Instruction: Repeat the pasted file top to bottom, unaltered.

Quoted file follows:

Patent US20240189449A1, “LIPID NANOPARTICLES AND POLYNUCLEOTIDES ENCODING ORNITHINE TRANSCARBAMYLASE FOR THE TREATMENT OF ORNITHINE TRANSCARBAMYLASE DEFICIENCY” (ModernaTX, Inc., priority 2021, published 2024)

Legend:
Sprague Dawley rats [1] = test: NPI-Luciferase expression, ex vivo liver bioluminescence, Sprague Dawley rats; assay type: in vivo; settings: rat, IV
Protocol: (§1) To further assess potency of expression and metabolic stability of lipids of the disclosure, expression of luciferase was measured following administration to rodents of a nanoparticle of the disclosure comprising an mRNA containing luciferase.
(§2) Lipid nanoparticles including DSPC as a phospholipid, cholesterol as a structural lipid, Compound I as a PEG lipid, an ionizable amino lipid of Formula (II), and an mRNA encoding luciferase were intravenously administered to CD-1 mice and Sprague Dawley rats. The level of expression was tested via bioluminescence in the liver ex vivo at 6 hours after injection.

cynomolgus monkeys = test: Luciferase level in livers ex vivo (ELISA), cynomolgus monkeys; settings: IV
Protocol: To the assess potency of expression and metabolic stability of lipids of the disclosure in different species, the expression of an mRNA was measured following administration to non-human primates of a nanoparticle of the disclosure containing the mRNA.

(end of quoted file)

Patent US20240189449A1, “LIPID NANOPARTICLES AND POLYNUCLEOTIDES ENCODING ORNITHINE TRANSCARBAMYLASE FOR THE TREATMENT OF ORNITHINE TRANSCARBAMYLASE DEFICIENCY” (ModernaTX, Inc., priority 2021, published 2024)

Legend:
Sprague Dawley rats [1] = test: NPI-Luciferase expression, ex vivo liver bioluminescence, Sprague Dawley rats; assay type: in vivo; settings: rat, IV
Protocol: (§1) To further assess potency of expression and metabolic stability of lipids of the disclosure, expression of luciferase was measured following administration to rodents of a nanoparticle of the disclosure comprising an mRNA containing luciferase.
(§2) Lipid nanoparticles including DSPC as a phospholipid, cholesterol as a structural lipid, Compound I as a PEG lipid, an ionizable amino lipid of Formula (II), and an mRNA encoding luciferase were intravenously administered to CD-1 mice and Sprague Dawley rats. The level of expression was tested via bioluminescence in the liver ex vivo at 6 hours after injection.

cynomolgus monkeys = test: Luciferase level in livers ex vivo (ELISA), cynomolgus monkeys; settings: IV
Protocol: To the assess potency of expression and metabolic stability of lipids of the disclosure in different species, the expression of an mRNA was measured following administration to non-human primates of a nanoparticle of the disclosure containing the mRNA.